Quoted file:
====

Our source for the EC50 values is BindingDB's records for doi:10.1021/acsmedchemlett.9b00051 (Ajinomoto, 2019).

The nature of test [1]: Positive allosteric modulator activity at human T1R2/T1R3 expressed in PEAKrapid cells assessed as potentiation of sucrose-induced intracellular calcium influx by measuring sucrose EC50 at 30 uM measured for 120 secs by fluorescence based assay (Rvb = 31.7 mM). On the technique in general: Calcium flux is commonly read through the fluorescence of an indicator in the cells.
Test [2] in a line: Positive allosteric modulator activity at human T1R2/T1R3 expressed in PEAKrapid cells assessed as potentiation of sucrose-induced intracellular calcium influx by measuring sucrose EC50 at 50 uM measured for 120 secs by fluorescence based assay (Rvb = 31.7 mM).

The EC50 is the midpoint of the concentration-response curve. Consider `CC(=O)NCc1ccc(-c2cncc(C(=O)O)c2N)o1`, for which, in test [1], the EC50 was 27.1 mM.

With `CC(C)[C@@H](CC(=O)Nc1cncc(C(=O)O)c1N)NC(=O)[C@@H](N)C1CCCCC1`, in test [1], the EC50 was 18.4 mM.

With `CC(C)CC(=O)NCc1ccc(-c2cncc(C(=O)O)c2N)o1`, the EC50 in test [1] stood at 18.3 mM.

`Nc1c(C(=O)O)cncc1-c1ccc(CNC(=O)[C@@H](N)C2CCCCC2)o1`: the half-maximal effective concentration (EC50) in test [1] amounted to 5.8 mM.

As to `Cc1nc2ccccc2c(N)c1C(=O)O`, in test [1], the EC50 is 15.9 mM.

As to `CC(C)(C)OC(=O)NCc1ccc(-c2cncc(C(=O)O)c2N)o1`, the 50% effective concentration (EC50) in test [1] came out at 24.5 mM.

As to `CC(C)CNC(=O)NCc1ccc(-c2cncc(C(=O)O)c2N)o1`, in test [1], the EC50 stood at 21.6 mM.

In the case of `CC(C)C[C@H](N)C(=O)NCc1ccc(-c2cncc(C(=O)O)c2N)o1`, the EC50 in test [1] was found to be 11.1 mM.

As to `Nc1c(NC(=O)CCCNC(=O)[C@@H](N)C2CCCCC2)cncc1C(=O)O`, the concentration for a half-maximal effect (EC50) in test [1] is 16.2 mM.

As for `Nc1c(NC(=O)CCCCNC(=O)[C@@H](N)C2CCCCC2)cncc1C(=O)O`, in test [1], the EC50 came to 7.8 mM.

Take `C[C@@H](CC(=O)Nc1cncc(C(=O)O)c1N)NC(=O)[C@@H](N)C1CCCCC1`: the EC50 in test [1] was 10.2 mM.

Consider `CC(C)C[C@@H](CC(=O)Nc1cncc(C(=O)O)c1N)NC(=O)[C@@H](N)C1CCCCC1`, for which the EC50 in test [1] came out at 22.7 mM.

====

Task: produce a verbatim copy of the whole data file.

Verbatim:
Our source for the EC50 values is BindingDB's records for doi:10.1021/acsmedchemlett.9b00051 (Ajinomoto, 2019).

The nature of test [1]: Positive allosteric modulator activity at human T1R2/T1R3 expressed in PEAKrapid cells assessed as potentiation of sucrose-induced intracellular calcium influx by measuring sucrose EC50 at 30 uM measured for 120 secs by fluorescence based assay (Rvb = 31.7 mM). On the technique in general: Calcium flux is commonly read through the fluorescence of an indicator in the cells.
Test [2] in a line: Positive allosteric modulator activity at human T1R2/T1R3 expressed in PEAKrapid cells assessed as potentiation of sucrose-induced intracellular calcium influx by measuring sucrose EC50 at 50 uM measured for 120 secs by fluorescence based assay (Rvb = 31.7 mM).

The EC50 is the midpoint of the concentration-response curve. Consider `CC(=O)NCc1ccc(-c2cncc(C(=O)O)c2N)o1`, for which, in test [1], the EC50 was 27.1 mM.

With `CC(C)[C@@H](CC(=O)Nc1cncc(C(=O)O)c1N)NC(=O)[C@@H](N)C1CCCCC1`, in test [1], the EC50 was 18.4 mM.

With `CC(C)CC(=O)NCc1ccc(-c2cncc(C(=O)O)c2N)o1`, the EC50 in test [1] stood at 18.3 mM.

`Nc1c(C(=O)O)cncc1-c1ccc(CNC(=O)[C@@H](N)C2CCCCC2)o1`: the half-maximal effective concentration (EC50) in test [1] amounted to 5.8 mM.

As to `Cc1nc2ccccc2c(N)c1C(=O)O`, in test [1], the EC50 is 15.9 mM.

As to `CC(C)(C)OC(=O)NCc1ccc(-c2cncc(C(=O)O)c2N)o1`, the 50% effective concentration (EC50) in test [1] came out at 24.5 mM.

As to `CC(C)CNC(=O)NCc1ccc(-c2cncc(C(=O)O)c2N)o1`, in test [1], the EC50 stood at 21.6 mM.

In the case of `CC(C)C[C@H](N)C(=O)NCc1ccc(-c2cncc(C(=O)O)c2N)o1`, the EC50 in test [1] was found to be 11.1 mM.

As to `Nc1c(NC(=O)CCCNC(=O)[C@@H](N)C2CCCCC2)cncc1C(=O)O`, the concentration for a half-maximal effect (EC50) in test [1] is 16.2 mM.

As for `Nc1c(NC(=O)CCCCNC(=O)[C@@H](N)C2CCCCC2)cncc1C(=O)O`, in test [1], the EC50 came to 7.8 mM.

Take `C[C@@H](CC(=O)Nc1cncc(C(=O)O)c1N)NC(=O)[C@@H](N)C1CCCCC1`: the EC50 in test [1] was 10.2 mM.

Consider `CC(C)C[C@@H](CC(=O)Nc1cncc(C(=O)O)c1N)NC(=O)[C@@H](N)C1CCCCC1`, for which the EC50 in test [1] came out at 22.7 mM.